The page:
What are functional ingredients?
A functional ingredient is a bioactive compound that can be used in the manufacture of functional food products. These bioactive compounds can be obtained from a variety of sources such as primary produce, marine sources, microorganisms and inorganic raw materials. Functional ingredients may also be derived from food processing waste providing additional economic benefits to food businesses. Many of these functional ingredients can also be used for the preparation of nutraceuticals.
Separation, purification and concentration techniques are often used to recover these compounds. The methods selected are dependent on the nature and economic value of the target compound(s) and the chemical and/or biological structure from which it was sourced. Traditional techniques that have been used include solvent and water-based extraction, followed by filtration, and then distillation, evaporation, crystallization or precipitation. However, techniques such as supercritical CO2 fluid extraction, low-polarity-based extraction, membrane-based and molecular distillation are being used more frequently. These alternative techniques have several advantages in that they can be more efficient and more cost effective. In addition, there is also increasing concern regarding the use of solvents that, despite being food grade, can leave chemical residues. Considering the health conscience target market, these cleaner technologies are considered attractive – particularly as they reduce the use of solvents.
What are functional foods?
Functional foods and beverages are those that provide an extra health benefit to the consumer beyond basic nutrition. Examples include foods that have been fortified with beneficial nutrients or foods that are free from certain components such as lactose or gluten-free.
Functional foods can be grouped into three categories; functional packaged foods, functional beverages and functional fresh foods.
Examples of functional packaged foods include breads and cereals that have additional ingredients that can provide a health benefit such as increased dietary fibre, vitamins or minerals. A range of dairy products have also been explored such as yoghurts containing live cultures, and lactose-free cheeses and yoghurts. The inclusion of phytosterols in margarines is another commonly available functional food product.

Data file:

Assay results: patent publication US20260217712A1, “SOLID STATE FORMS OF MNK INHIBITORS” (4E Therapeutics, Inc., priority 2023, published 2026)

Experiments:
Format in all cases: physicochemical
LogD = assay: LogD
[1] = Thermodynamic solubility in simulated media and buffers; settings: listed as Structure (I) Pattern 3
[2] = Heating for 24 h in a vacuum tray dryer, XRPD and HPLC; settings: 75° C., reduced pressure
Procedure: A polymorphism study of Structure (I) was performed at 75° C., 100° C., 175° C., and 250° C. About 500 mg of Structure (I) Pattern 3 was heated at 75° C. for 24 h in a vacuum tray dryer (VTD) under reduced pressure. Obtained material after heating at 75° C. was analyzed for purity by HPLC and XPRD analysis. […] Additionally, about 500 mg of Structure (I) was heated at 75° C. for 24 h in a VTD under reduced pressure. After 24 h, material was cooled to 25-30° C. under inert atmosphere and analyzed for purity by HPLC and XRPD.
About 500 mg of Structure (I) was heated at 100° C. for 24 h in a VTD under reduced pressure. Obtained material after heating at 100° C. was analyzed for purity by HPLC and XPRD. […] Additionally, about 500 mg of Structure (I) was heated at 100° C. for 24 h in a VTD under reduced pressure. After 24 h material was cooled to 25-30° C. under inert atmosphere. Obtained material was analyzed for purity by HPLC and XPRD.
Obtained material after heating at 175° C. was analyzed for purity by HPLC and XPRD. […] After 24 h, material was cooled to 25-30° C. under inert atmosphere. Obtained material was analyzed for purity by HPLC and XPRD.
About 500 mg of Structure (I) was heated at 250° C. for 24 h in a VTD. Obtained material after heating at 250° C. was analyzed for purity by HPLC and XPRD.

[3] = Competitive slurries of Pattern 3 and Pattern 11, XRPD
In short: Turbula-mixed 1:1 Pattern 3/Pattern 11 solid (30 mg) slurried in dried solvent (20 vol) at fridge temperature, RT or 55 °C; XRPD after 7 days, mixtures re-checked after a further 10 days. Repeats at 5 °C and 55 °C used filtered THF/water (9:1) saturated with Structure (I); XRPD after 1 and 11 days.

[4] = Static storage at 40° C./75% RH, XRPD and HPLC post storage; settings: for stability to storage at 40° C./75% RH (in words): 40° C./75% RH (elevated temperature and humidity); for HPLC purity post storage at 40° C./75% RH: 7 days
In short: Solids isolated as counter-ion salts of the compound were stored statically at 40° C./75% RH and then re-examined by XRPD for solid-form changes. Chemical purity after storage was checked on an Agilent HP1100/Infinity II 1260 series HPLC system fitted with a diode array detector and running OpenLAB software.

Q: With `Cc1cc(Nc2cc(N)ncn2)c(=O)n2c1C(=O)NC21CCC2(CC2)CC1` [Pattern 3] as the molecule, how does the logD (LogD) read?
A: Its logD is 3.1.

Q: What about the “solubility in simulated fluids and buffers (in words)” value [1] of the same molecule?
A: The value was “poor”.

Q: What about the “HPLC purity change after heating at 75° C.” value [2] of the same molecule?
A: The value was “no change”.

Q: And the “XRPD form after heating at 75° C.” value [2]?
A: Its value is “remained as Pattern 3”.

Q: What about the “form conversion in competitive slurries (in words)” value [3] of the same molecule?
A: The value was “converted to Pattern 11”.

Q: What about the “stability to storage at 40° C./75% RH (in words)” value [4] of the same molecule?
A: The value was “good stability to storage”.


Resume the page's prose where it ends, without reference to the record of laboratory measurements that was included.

Examples of functional beverages include energy drinks and those enriched with vitamins and minerals or lactose-free milk. An example of a South Australian business that produces a functional beverage is Organic and Raw. Organic and Raw manufacture a fermented tea called Kombucha that provides live probiotic microorganisms (healthy bacteria and yeasts) to the consumer. Organic and Raw started production of their Kombucha product in 2011 and have since expanded their product range to six varieties and are selling their products nationally.
Key points of functional food and ingredients:
Examples of functional foods:
Benefits of functional food:
Functional foods are associated with several potential health benefits.
What is not a functional food?
Functional foods and medicines are different from a legal perspective. Claims about the ability to prevent, treat or cure disease or illness (medicinal claims) are not allowed on foods. But they are permitted on medicines.
There is no specific definition of a superfood and no way of testing whether a food is ‘super’ or not. The term is sometimes used by journalists in magazines and newspapers to describe a food that is rich in a particular nutrient or other bioactive substance.
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